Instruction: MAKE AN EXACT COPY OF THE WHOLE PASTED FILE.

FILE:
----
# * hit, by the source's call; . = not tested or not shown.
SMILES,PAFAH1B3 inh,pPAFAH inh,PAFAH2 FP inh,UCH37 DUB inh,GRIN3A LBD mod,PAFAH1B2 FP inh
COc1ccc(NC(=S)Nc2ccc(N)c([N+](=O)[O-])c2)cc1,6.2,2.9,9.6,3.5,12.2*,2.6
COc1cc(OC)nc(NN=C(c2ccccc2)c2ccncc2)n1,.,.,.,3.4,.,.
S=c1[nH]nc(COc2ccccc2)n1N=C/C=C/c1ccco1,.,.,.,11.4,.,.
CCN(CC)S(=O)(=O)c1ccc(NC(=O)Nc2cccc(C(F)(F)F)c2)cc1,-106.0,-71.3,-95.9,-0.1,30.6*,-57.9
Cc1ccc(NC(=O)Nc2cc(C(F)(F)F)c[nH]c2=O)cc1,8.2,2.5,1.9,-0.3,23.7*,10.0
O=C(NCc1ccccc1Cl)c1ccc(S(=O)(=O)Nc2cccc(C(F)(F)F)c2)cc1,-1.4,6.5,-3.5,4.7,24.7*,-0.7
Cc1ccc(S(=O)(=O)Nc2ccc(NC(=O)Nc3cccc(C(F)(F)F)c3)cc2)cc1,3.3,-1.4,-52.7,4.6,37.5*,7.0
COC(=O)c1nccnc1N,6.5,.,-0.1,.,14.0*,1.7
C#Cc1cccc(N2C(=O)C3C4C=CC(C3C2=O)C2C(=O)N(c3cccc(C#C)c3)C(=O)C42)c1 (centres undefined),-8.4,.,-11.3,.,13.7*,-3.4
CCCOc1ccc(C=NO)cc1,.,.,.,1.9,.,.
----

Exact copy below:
# * hit, by the source's call; . = not tested or not shown.
SMILES,PAFAH1B3 inh,pPAFAH inh,PAFAH2 FP inh,UCH37 DUB inh,GRIN3A LBD mod,PAFAH1B2 FP inh
COc1ccc(NC(=S)Nc2ccc(N)c([N+](=O)[O-])c2)cc1,6.2,2.9,9.6,3.5,12.2*,2.6
COc1cc(OC)nc(NN=C(c2ccccc2)c2ccncc2)n1,.,.,.,3.4,.,.
S=c1[nH]nc(COc2ccccc2)n1N=C/C=C/c1ccco1,.,.,.,11.4,.,.
CCN(CC)S(=O)(=O)c1ccc(NC(=O)Nc2cccc(C(F)(F)F)c2)cc1,-106.0,-71.3,-95.9,-0.1,30.6*,-57.9
Cc1ccc(NC(=O)Nc2cc(C(F)(F)F)c[nH]c2=O)cc1,8.2,2.5,1.9,-0.3,23.7*,10.0
O=C(NCc1ccccc1Cl)c1ccc(S(=O)(=O)Nc2cccc(C(F)(F)F)c2)cc1,-1.4,6.5,-3.5,4.7,24.7*,-0.7
Cc1ccc(S(=O)(=O)Nc2ccc(NC(=O)Nc3cccc(C(F)(F)F)c3)cc2)cc1,3.3,-1.4,-52.7,4.6,37.5*,7.0
COC(=O)c1nccnc1N,6.5,.,-0.1,.,14.0*,1.7
C#Cc1cccc(N2C(=O)C3C4C=CC(C3C2=O)C2C(=O)N(c3cccc(C#C)c3)C(=O)C42)c1 (centres undefined),-8.4,.,-11.3,.,13.7*,-3.4
CCCOc1ccc(C=NO)cc1,.,.,.,1.9,.,.